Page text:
I found this seagull, catching the last winks of November sun, in a moment of meditation. From the pose, it is obvious who the Aqua Buddha is, maybe even obvious who the Aerial Buddha could be.
When marine artist, Wyland, www.wyland.com
, painted this scene in Newport, Oregon, on August 29, 1994, across from the tavern I used to run, he was renowned as a marine artist, if not maritime Michelangelo. His Whaling Wall Murals grace huge buildings around the world. His depiction of a family of Grey Whales is unusual in that it was painted on a fairly small fish plant building, right on T-111 plywood siding, in a small coastal town. I have spent 25 years on this roof, trying to deal with Oregon rain.
Wyland did not have an easy time. While he was on a bucket lift, bringing whales to life with his air nozzle, I remember a local fisherman, Mongolian Frank, who got liquored up, and threatened to harpoon Wyland, right there on the spot. It seems that Frank, a school-of-hard-knocks student of Buddhism, thought that Wyland would somehow commercialize the soul of this native deity.
Frank had a knack for self-righteous violence. I had to "86" him (kick him out) once from my tavern because he went out in the street, right beneath where the whales hover, with a two-by-four, and clobbered Gino, the old Italian who ran a fish deli down the street, and leased out one of his salmon boats to Frank.
Another time, he almost came to blows with me, when Good Time Charlie, a fisherman, blues-harp musician, friend of Frank's, and customer of mine had too much to drink, and walked off the docks and drowned on the Fourth of July. Frank was sitting outside my tavern during Charlie's wake and I told him to stay out. He had unmercifully harangued my bartender who had served Charlie his last drink.
"I'm grieving!"--He screamed threateningly and started to rise.
"For who?" I said. "Yourself?"
That caught him in a quandary. He had no reply. I continued into the tavern. Having a fifty-pound bottle of CO2 for the taps on my shoulder might have made him pause, also.
Later, I saw Wyland sitting on a bench, looking bummed out, below the half-finished whales, and pulled my van over. I offered him a ride to the Embarcadero Marina where his condo room was. He seemed relieved, and a little tired from his work and Frank's tirades, no doubt. From far and wide, tourists came to see Wyland's murals, and lined up to buy his paintings and signed prints. His work contributed immensely to marine ecology, but he also made thousands from sales.
Unfortunately, someone broke into his room and stole all the money. Another example of the illusory nature of worldly desire.
Nevertheless, the magnificent cetaceans were soon swimming gloriously on the wall. The mayor, marching bands, and the whole town came out, along with fans from all over the world. Bruce Mate, a marine mammal conservationist known for his videos of swimming with sperm whales, spoke glowingly. The painted whales represent actual resident grey whales of Newport, whales that stay close to shore year-round. The partially visible male beneath the mother, suffered a harpoon wound, which you can see, by the female's left fluke.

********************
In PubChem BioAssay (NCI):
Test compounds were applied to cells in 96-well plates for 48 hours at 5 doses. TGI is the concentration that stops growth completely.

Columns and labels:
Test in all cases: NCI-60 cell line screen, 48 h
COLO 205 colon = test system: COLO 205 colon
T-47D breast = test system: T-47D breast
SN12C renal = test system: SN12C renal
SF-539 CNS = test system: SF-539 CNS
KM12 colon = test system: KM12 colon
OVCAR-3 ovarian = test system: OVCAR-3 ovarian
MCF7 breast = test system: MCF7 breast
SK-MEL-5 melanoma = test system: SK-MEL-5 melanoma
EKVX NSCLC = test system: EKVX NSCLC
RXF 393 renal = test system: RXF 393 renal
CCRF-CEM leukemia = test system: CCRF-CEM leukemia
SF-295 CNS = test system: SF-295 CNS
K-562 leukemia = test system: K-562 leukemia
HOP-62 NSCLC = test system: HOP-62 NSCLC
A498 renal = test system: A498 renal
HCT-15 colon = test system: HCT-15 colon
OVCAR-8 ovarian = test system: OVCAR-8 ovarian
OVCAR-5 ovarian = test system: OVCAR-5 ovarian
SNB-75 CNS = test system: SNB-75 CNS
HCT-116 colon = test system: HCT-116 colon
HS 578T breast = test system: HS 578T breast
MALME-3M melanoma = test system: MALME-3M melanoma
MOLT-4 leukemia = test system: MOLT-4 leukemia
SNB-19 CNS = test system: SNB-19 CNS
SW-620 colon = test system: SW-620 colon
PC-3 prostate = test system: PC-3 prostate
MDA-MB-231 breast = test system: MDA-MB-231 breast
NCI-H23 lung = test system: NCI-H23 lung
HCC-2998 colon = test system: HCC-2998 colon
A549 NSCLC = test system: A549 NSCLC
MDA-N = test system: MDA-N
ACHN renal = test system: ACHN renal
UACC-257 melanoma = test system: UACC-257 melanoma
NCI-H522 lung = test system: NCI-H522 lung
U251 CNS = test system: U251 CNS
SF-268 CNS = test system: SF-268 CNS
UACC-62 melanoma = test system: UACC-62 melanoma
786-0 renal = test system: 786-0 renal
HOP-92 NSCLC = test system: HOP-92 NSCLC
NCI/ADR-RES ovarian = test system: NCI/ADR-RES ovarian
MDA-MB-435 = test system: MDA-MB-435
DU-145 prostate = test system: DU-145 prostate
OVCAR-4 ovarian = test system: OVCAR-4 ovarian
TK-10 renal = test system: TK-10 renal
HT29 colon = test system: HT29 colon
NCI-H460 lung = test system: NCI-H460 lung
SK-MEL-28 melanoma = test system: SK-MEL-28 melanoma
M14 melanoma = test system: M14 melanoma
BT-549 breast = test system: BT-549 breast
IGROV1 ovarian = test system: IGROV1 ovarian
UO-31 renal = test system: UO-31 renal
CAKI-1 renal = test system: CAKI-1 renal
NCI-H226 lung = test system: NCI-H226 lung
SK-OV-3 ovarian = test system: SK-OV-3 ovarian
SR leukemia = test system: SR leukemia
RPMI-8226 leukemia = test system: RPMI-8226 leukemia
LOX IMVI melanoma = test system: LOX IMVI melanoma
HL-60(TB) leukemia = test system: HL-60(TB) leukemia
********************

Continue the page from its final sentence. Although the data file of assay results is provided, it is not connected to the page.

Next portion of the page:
Frank is still fishing. For years, he has owed me three salmon for twenty bucks he borrowed. Frank's father was a university professor at Berkeley, and had escaped from China during Mao's rise. Before Berkeley, he was at Indiana University, teaching with the Dali Lama's eldest brother, the reincarnated saint and Professor Emeritus Thubten Norbu, who died in 2008. The last time I saw Frank a couple months ago, he was seething with a giddy fury, in sole possession of some sort of unseemly if not scatological knowledge about Norbu. What, I don't know, but when he gets drunk enough, I will find out.
The name "dalai lama" is a combination of Tibetan and Mongolian terms meaning "Ocean of Wisdom."
I am not saying that the grey whale is the Aqua Buddha. It is more likely another whale. Always the showman, Wyland had publicized his Newport visit by saying that Keiko the killer whale of Free Willy fame was coming to Newport because of Wyland's actions, which was locally viewed as an exaggeration.
Keiko came in on a flatbed truck. A few years later, when they decided to ship him off to Iceland, in January, 1996, I decided to watch the ceremonies from my canoe in the middle of Yaquina Bay. What could be more natural than watch a creature of nature return to nature from the vantage point of the most beautiful natural setting in the world? I figured there would be a flotilla of yachts and viewing vessels. Except for my dog, Sue, however, I was the only one on the water. It was anticlimactic but also I felt uniquely honored. The sheriffs on shore figured I was a terrorist, and would not let me land. I found a half-sunken, kind of mangrove island, and climbed a spindly swamp tree, to take a few photos. I watched them lift Willy on a hoist, while a host of international cameras filmed from the stands, and my dog nervously looked up. I am probably recorded as some sort of aboriginal sloth on some Japanese film. I had the bay to myself. It felt lonely, but beautiful.
Now, that was a Mongolian if not Aqua Buddha moment. It just goes to show--sometimes, little separates the benevolent from the beast.
Gulp! by Allan Wayne